A quick time skip later, Set is in charge. The people are forced to build great monuments in Set’s honor, Set himself hunts down any God that would stand against him, and Zaya is now a slave to Set’s head architect. Being a woman of faith, Zaya asks her boyfriend to steal the eye of Horus and give it back to him so that Horus can take control back from Set. She gives him blueprints to the place it’s being held and Bek sets off. However, upon stealing back the eye, her master immediately pursues them and Zaya is killed. Bek must turn to Horus to bring his lady love back and Horus agrees, but only as an excuse to get his revenge. The two team up and battle against Set’s forces, gaining alliances with Hathor and Thoth so as to stop Set before he succeeds in his plans to engulf the world in chaos.
These films are similar in many ways. They employed top billing to well known Game of Thrones actors who undoubtedly brought in viewers. They are both original stories set against a backdrop of real historical events or real mythological belief systems. They use a young romance to drive the story forward. But more importantly, they both stink to high heaven. They both are large budget films that felt as though they were better off going straight to DVD. They both had weak plots that were used only to showcase dubious looking CGI effects.
They were both trying to be Gladiator… and they both fail.
I first watched Pompeii, and let me tell you – this movie had me in stitches! Before any actor muttered even a single line of dialogue I was completely and utterly amazed. I am not one to notice bad graphics or green screen effects unless they are either very bad or pointed out to me. It’s just not something I typically pay attention to. But my word, this movie didn’t look real at all. I was struck by just how much I could tell that the background wasn’t really there, by how obvious it was that they were on a set, by how glaring it was that they were wearing COSTUMES. I was taken completely off guard.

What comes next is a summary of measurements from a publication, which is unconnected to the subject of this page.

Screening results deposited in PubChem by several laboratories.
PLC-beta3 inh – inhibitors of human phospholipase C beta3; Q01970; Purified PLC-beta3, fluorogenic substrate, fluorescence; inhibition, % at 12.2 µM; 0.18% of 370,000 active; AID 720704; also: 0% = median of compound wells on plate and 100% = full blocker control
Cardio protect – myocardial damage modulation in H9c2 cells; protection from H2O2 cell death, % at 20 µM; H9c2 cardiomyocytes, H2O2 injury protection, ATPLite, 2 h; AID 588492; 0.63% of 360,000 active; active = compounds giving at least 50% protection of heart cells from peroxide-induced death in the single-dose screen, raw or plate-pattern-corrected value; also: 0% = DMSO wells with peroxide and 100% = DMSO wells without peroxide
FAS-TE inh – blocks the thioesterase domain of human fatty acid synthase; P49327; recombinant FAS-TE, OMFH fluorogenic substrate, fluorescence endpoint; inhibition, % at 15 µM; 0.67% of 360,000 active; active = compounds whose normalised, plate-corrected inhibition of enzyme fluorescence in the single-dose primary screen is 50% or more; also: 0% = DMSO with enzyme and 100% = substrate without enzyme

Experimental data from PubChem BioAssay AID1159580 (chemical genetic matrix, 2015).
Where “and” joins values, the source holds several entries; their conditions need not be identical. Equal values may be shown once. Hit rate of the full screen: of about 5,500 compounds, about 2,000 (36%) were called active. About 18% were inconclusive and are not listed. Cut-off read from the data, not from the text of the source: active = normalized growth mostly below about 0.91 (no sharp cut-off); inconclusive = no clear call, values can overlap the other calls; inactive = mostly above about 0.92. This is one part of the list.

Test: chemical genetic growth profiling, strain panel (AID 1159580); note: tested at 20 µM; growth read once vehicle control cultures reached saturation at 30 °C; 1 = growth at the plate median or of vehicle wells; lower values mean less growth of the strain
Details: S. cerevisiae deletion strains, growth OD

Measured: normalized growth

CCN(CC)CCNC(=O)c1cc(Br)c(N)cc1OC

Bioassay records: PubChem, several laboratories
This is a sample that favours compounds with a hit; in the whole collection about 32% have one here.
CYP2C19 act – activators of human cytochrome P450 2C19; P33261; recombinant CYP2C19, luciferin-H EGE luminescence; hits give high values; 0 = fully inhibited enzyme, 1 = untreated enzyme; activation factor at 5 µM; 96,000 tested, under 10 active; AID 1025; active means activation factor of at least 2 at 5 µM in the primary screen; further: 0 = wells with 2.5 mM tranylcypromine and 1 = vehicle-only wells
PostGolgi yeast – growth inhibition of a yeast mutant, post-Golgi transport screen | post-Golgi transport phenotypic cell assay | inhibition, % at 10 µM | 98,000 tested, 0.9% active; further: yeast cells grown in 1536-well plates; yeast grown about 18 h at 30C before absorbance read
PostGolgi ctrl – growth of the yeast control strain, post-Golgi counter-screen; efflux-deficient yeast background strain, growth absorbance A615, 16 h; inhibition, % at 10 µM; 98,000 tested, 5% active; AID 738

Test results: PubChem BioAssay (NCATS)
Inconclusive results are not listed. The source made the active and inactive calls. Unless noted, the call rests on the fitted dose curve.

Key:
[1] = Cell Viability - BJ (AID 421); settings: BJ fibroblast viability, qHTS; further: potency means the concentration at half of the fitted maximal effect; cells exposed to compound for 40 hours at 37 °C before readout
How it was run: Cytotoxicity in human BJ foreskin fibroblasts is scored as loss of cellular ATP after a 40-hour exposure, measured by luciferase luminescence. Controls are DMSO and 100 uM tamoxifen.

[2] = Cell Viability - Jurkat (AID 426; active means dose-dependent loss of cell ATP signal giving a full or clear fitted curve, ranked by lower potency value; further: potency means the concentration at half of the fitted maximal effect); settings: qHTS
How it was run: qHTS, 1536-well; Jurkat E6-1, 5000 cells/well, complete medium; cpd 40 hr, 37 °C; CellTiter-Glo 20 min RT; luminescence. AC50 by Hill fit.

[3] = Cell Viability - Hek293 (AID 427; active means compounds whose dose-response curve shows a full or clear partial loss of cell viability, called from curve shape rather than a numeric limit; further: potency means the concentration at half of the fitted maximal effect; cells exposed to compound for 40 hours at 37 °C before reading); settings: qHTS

Once I recovered from the shock, the giggles came. They rushed over me like a waterfall and would not stop. I’m not sure if some of the wonkiness was due to the fact that this movie was made for 3D and I was watching it at home on a regular television. With that in mind, I was willing to forgive some of the effects I saw later in the movie when the volcano was erupting, but everything else was unforgivable. There is no excuse for the set to LOOK like a set. This is a major motion picture with a decent budget not a scifi original movie, things like set design and costume should be seamless.
With those initial gripes out of the way, I was able to focus on the actual story. Or, in this case, lack there of. Now, the strong silent hero is a popular trope in film. Somewhat brooding, with the heart of a hero the “strong silent type” is meant to represent the best qualities of man; strong, capable, and confident without being a braggart. The problem is when they make the character too strong and too silent. The character Milo barely speaks for a large part of the film – which is a problem because he’s the main character. He’s also meant to fall deeply in love with Cassia (and her with him) but, again, they hardly exchange any words with one another. I don’t even think I realized what Milo’s name was until half way through the film. He’s called “the Celt” and “slave” quite often but there are moments where someone specifically asks for his name and he says nothing. The main character has to talk! Otherwise he is doing nothing to advance the story, simply reacting to what other people are doing – which is exactly what Milo does. He is forgettable as a protagonist because he is purely reactionary. His own actions do little to move the plot along and he barely has to work to achieve his goals.